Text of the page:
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Local Control Delirium: Senator Must “Think About” Whether Schools Can Expel Gays

So I got a chance to speak with State Senator and Lawrence County Commissioner Bob Ewing at this morning's District 31 crackerbarrel at BHSU here in Spearfish this morning. He says he likes House Bill 1087, the school gunslinger bill. He says our schools are safe, we have great teachers, but some remote school districts really feel a need for the protection of lethal weapons in their school buildings. He thus wants to make every tool available to those few schools who feel a need for more security. As long it's done with total local control, says Senator Ewing, he's o.k. with it.

I posed Senator Ewing this philosophical question: Suppose a school district was asking for the authority to expel all openly gay students. Suppose that school district contended that unique local conditions, like strong religious views, meant that the presence of openly gay students in their school buildings caused serious classroom disruption. For the sake of maintaining a safe educational atmosphere for the most students possible, the school district decided that it needed to expel any student known to be homosexual. Would the Senator be o.k. with giving school districts total local control over expelling homosexual students.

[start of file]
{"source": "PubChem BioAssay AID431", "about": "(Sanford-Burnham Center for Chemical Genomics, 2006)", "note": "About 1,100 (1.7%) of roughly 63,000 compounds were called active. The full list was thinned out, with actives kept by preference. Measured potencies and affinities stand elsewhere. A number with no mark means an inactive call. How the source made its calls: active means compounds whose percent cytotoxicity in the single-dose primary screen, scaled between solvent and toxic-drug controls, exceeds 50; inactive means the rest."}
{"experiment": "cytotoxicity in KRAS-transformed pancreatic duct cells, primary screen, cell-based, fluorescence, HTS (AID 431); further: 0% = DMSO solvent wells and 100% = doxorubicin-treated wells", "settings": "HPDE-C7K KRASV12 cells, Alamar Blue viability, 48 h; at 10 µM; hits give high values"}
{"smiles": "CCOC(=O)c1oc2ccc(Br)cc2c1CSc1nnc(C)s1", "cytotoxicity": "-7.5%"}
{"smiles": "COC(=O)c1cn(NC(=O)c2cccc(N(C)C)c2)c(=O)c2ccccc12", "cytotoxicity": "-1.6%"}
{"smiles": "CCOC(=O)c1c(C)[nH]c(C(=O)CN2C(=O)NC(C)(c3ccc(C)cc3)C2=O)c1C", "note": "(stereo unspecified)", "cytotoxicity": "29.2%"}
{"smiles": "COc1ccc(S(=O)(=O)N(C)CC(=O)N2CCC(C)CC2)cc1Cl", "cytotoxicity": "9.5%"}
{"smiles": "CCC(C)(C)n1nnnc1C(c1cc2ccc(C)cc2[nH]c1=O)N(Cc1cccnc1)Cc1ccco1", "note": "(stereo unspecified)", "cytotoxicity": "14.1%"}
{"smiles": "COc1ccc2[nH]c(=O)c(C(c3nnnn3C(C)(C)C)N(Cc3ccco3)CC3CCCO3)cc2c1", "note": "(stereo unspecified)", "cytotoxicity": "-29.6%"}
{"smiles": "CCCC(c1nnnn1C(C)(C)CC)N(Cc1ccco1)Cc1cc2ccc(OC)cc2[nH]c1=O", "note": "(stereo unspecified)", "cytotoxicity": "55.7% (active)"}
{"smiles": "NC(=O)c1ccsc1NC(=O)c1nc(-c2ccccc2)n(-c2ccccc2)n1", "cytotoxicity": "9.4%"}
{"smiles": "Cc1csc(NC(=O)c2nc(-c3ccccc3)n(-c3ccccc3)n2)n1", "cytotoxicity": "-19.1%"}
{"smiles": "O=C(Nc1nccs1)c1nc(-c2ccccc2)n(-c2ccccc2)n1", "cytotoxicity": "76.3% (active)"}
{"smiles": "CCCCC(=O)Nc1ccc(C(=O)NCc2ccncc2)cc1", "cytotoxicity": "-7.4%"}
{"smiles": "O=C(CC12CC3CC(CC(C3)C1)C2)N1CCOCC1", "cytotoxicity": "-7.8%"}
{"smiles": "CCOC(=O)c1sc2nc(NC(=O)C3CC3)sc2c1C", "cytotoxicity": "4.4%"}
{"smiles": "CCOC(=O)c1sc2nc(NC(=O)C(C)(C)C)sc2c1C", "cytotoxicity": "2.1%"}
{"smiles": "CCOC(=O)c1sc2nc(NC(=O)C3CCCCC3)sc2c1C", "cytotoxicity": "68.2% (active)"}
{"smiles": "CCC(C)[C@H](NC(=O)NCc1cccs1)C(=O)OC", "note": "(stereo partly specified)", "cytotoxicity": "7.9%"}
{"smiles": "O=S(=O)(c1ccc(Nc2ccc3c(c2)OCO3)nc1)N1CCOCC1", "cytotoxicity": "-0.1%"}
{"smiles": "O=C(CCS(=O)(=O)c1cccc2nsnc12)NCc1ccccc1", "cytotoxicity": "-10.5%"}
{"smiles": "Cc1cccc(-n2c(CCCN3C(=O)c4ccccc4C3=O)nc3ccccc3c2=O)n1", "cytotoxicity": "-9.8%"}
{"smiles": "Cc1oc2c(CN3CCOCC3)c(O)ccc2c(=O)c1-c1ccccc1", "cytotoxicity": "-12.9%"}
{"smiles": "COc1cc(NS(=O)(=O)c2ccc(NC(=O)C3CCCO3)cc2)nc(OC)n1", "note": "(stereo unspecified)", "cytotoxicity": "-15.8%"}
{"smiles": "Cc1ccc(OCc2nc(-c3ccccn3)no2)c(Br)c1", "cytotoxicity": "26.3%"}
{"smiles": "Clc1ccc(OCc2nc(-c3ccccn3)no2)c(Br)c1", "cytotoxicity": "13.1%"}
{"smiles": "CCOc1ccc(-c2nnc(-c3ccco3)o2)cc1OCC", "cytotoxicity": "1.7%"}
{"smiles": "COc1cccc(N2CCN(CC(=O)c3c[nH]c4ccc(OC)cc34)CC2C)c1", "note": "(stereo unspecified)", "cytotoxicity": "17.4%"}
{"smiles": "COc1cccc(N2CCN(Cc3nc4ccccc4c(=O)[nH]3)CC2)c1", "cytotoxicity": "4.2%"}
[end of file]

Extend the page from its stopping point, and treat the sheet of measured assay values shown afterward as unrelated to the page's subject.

After a long pause and a few tentative phrases, Senator Ewing said he'd "have to think about it."

Have to think about it.

That's what we teachers do: ask questions to get students thinking. But Senator Ewing, some answers don't require much thinking. The answer to my question is simple, found (among other places) in the South Dakota Constitution, Article 8, Section 1:

The stability of a republican form of government depending on the morality and intelligence of the people, it shall be the duty of the Legislature to establish and maintain a general and uniform system of public schools wherein tuition shall be without charge, and equally open to all; and to adopt all suitable means to secure to the people the advantages and opportunities of education.

Equally open to all. I don't see except in towns that hate fags there, Senator Ewing.

Local control be darned: expelling gay kids for being gay is not a "suitable means" for securing education for all. Neither is putting more firearms in our schools.


  1. grudznick 2013.01.26

    Local control means locally controlling those things that are legal and constitutional not your grass-man argument about your town deciding to go and do something unconstitutional.

    Your town can't decide to just do something unconstitutional. They could decide to do something that's constitutional and legal if this law passes.

    That's local control. When a fat old man can out debate your 7th grade grass man arguments you gotta think you're spending too much time with Mr. Sibby. I'm just sayin...

  2. grudznick 2013.01.26

    Mississippi's Sovereignty Commission has as good a chance of working as Mr. Howie has of being Governor. Damn you Mr. Howie for overgodding on us 2 years ago.

  3. mike 2013.01.26

    I don't support gay marriage but I think this falls under discrimination.

  4. Dana P. 2013.01.26

    what the?? just when I think "I've heard it all"...... Mr Ewing, you gotta be kidding me......

  5. shelly 2013.01.26